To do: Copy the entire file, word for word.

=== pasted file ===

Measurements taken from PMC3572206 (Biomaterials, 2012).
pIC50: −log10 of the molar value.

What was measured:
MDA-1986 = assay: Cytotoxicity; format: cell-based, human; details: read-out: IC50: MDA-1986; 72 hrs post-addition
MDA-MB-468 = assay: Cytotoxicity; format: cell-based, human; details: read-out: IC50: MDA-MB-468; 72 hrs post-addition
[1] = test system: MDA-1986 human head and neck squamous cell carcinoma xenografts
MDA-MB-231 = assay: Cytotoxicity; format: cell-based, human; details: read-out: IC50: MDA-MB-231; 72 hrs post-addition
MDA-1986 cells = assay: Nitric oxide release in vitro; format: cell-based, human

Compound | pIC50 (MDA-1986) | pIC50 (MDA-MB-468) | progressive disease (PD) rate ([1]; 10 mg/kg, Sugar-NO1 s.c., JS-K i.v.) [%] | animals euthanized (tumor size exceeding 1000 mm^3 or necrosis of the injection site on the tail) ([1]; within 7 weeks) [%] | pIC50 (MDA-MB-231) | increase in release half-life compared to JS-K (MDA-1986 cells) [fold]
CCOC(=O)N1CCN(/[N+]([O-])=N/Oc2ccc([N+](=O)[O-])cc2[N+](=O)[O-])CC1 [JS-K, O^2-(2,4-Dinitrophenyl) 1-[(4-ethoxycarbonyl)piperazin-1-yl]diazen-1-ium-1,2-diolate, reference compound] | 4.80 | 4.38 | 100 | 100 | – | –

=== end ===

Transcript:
Measurements taken from PMC3572206 (Biomaterials, 2012).
pIC50: −log10 of the molar value.

What was measured:
MDA-1986 = assay: Cytotoxicity; format: cell-based, human; details: read-out: IC50: MDA-1986; 72 hrs post-addition
MDA-MB-468 = assay: Cytotoxicity; format: cell-based, human; details: read-out: IC50: MDA-MB-468; 72 hrs post-addition
[1] = test system: MDA-1986 human head and neck squamous cell carcinoma xenografts
MDA-MB-231 = assay: Cytotoxicity; format: cell-based, human; details: read-out: IC50: MDA-MB-231; 72 hrs post-addition
MDA-1986 cells = assay: Nitric oxide release in vitro; format: cell-based, human

Compound | pIC50 (MDA-1986) | pIC50 (MDA-MB-468) | progressive disease (PD) rate ([1]; 10 mg/kg, Sugar-NO1 s.c., JS-K i.v.) [%] | animals euthanized (tumor size exceeding 1000 mm^3 or necrosis of the injection site on the tail) ([1]; within 7 weeks) [%] | pIC50 (MDA-MB-231) | increase in release half-life compared to JS-K (MDA-1986 cells) [fold]
CCOC(=O)N1CCN(/[N+]([O-])=N/Oc2ccc([N+](=O)[O-])cc2[N+](=O)[O-])CC1 [JS-K, O^2-(2,4-Dinitrophenyl) 1-[(4-ethoxycarbonyl)piperazin-1-yl]diazen-1-ium-1,2-diolate, reference compound] | 4.80 | 4.38 | 100 | 100 | – | –